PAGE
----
Indigeneities in the 21st century

From ‘vanishing people’ to global players in one generation

Seventeen years after the adoption of the United Nations Declaration on the Rights of Indigenous Peoples in 2007, Indigenous stakeholders act as global players in arenas such as the UN Convention on Climate Change, the Dakota Access pipeline in the USA, and the Humboldt Forum in Berlin. Yet, until the 1960s, anthropological inquiries considered the same people as ‘vanishing’ and doomed to disappear.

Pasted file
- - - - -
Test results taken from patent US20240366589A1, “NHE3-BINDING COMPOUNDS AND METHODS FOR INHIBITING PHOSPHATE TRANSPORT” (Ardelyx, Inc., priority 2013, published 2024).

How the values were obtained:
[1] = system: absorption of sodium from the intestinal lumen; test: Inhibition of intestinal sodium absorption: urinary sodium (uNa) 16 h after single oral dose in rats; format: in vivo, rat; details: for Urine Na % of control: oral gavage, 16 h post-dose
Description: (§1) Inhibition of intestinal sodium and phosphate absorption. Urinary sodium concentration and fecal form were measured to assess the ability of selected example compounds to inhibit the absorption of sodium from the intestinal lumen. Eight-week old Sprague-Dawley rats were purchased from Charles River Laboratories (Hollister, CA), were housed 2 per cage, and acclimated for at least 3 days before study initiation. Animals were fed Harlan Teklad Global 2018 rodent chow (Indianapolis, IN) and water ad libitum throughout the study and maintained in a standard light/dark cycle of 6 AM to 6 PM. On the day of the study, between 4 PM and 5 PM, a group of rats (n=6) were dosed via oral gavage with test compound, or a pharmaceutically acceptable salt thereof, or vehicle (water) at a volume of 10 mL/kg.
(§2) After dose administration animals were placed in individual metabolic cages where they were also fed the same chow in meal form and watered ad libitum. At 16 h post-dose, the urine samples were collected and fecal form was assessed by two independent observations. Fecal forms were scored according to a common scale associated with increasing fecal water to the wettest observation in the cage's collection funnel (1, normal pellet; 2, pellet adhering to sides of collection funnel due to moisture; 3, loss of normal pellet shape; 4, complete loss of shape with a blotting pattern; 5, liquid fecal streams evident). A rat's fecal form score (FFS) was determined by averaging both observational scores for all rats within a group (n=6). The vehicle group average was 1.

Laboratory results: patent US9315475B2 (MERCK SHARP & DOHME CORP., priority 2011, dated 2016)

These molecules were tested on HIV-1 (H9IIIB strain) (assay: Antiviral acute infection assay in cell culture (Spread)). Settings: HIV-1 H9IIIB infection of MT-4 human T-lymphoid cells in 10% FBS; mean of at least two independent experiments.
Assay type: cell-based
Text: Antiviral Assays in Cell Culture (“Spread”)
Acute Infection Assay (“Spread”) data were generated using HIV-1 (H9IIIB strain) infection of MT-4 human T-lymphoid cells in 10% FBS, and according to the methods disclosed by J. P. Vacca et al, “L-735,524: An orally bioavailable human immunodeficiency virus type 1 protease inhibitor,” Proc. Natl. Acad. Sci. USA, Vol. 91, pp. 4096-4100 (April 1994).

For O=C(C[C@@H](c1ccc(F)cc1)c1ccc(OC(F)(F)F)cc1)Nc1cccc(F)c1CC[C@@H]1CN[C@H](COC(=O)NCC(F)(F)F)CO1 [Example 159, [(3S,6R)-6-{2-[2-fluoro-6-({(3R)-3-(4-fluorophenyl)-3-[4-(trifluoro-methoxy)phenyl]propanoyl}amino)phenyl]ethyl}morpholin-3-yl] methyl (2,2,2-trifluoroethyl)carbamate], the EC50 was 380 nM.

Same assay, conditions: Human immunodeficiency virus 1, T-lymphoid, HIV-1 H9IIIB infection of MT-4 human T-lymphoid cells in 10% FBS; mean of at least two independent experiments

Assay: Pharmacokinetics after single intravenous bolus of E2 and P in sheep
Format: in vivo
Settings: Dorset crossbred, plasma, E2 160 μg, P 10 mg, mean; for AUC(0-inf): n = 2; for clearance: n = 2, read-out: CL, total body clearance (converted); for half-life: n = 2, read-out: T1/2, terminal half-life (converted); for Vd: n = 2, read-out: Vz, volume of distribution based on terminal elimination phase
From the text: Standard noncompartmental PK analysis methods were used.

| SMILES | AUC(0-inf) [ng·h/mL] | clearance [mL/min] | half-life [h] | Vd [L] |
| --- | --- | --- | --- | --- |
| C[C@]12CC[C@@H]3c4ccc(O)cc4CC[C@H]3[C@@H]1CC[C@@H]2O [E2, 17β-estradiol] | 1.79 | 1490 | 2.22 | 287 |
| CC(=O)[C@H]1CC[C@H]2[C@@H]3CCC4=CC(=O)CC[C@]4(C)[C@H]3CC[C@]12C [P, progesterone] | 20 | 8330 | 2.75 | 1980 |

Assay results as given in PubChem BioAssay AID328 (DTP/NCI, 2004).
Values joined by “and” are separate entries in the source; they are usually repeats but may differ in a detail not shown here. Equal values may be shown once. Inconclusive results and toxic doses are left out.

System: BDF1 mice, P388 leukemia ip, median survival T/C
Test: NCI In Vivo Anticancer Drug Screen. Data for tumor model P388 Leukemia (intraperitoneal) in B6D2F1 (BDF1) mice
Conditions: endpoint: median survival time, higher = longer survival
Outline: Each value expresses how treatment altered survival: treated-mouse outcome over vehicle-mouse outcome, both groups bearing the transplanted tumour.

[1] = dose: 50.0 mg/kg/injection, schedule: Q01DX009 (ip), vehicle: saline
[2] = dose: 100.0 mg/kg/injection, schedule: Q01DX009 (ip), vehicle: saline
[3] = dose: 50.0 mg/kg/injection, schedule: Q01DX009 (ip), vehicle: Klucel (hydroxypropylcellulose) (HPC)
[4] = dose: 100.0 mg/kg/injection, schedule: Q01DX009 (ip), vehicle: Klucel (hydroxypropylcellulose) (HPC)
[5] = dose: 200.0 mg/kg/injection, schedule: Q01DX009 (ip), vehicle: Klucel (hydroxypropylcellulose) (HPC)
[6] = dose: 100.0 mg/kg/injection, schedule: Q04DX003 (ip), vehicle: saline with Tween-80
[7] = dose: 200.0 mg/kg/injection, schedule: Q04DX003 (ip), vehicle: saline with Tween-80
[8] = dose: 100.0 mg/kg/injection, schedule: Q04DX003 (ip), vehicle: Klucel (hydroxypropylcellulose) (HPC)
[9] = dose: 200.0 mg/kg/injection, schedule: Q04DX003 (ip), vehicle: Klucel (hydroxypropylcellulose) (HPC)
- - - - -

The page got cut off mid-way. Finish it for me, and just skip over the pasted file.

The so-called Indigenous renaissance presents a remarkable phenomenon of late (post)modernity. How can this surprising process be understood and explained? The objective of this project is to study how Indigenous actors evolved from ‘vanishing people’ to global players. The project is located at the disciplinary intersections between anthropology, art, history, philosophy, and politics; and aims at making a future-oriented contribution to (re)emerging Indigeneities and the (re)negotiation of their (post)colonial legacies in and with Europe.

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